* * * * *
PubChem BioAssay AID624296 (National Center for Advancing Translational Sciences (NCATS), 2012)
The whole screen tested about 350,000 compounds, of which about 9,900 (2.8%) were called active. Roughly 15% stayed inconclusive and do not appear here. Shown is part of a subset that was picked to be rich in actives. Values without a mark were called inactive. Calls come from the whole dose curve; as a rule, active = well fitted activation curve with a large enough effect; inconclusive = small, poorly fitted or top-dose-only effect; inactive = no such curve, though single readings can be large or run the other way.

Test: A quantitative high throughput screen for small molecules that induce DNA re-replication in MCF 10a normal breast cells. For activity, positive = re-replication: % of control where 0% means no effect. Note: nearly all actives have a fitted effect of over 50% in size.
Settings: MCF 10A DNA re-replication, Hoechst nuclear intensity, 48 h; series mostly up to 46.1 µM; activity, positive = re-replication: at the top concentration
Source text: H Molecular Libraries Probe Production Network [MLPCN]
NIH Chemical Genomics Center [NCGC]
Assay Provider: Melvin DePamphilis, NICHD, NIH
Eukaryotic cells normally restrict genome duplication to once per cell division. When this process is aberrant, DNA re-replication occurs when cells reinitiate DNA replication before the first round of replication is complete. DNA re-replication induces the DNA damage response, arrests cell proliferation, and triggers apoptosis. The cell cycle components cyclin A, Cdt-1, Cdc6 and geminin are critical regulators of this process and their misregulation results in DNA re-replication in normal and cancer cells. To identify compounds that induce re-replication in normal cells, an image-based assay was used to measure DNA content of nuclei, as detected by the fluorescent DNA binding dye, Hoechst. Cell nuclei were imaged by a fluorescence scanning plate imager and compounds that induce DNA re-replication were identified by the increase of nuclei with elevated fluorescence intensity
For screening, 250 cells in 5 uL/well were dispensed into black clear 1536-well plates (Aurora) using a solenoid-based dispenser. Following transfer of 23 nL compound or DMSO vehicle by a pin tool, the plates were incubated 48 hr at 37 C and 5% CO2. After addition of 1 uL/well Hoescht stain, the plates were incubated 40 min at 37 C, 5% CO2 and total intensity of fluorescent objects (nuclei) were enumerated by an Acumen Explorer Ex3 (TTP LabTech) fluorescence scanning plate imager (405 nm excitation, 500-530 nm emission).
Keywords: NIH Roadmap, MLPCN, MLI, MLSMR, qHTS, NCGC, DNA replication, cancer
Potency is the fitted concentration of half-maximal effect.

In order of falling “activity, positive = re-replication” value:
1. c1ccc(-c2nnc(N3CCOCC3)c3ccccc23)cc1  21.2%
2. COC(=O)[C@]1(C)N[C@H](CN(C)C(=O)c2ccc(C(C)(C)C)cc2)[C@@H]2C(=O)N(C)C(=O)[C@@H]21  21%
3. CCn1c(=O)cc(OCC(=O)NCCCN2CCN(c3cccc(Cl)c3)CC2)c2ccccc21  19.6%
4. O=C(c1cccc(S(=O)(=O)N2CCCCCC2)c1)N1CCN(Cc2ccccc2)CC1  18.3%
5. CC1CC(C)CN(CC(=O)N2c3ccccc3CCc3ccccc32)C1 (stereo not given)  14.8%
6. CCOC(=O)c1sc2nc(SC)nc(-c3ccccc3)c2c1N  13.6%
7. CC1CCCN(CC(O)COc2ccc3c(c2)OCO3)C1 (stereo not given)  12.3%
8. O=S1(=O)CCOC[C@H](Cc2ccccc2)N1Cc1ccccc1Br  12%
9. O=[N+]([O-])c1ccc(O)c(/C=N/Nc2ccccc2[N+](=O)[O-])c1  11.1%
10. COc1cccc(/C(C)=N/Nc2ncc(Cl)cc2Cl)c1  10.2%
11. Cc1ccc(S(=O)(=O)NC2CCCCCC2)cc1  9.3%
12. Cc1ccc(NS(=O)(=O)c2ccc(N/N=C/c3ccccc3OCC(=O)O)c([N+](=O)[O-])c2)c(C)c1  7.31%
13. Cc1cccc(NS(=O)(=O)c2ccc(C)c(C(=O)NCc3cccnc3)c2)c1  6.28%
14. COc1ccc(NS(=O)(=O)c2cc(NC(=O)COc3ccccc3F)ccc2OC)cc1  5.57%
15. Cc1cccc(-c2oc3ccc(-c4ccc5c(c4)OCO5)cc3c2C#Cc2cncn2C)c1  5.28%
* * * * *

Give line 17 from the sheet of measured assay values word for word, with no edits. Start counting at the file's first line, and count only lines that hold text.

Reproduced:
5. CC1CC(C)CN(CC(=O)N2c3ccccc3CCc3ccccc32)C1 (stereo not given)  14.8%